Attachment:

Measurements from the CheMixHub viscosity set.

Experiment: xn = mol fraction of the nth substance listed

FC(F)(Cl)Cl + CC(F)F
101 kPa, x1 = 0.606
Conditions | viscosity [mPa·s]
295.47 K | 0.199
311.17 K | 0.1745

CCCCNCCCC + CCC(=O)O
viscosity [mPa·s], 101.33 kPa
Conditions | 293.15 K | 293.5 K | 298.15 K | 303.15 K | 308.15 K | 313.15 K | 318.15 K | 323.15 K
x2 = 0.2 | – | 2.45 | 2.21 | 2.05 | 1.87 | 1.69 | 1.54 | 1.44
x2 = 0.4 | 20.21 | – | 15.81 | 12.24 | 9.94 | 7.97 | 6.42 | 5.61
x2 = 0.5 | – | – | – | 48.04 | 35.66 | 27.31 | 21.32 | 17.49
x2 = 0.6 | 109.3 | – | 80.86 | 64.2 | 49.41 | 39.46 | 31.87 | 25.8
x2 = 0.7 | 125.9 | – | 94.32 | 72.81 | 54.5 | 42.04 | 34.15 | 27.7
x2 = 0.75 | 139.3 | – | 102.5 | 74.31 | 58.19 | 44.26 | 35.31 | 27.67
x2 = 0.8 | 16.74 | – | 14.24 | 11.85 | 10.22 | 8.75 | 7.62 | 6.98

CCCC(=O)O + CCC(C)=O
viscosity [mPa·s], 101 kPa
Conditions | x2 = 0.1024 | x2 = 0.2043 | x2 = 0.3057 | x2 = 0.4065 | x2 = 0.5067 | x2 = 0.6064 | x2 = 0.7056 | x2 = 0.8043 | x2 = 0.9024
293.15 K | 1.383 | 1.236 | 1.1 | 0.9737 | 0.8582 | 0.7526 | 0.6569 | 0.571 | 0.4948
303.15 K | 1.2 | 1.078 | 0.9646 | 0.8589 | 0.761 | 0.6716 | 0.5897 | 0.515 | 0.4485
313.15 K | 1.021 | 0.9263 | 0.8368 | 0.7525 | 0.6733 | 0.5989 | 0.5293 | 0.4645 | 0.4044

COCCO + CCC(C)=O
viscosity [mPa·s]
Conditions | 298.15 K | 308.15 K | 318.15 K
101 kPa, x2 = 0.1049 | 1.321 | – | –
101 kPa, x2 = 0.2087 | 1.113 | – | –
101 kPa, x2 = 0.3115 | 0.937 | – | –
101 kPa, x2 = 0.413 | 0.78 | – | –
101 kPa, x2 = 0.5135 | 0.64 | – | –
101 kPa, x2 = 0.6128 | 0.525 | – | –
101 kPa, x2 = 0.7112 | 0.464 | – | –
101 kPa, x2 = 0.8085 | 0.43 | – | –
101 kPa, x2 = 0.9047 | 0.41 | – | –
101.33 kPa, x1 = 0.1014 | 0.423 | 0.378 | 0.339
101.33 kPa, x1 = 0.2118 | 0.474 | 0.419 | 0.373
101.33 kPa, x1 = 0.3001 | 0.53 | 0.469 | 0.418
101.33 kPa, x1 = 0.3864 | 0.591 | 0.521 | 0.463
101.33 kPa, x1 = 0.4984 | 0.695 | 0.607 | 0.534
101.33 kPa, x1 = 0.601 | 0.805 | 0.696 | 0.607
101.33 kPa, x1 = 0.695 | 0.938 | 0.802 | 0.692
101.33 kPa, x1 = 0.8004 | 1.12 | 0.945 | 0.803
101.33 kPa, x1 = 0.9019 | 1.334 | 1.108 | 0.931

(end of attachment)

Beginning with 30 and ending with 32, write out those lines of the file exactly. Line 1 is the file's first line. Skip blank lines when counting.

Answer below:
101 kPa, x2 = 0.413 | 0.78 | – | –
101 kPa, x2 = 0.5135 | 0.64 | – | –
101 kPa, x2 = 0.6128 | 0.525 | – | –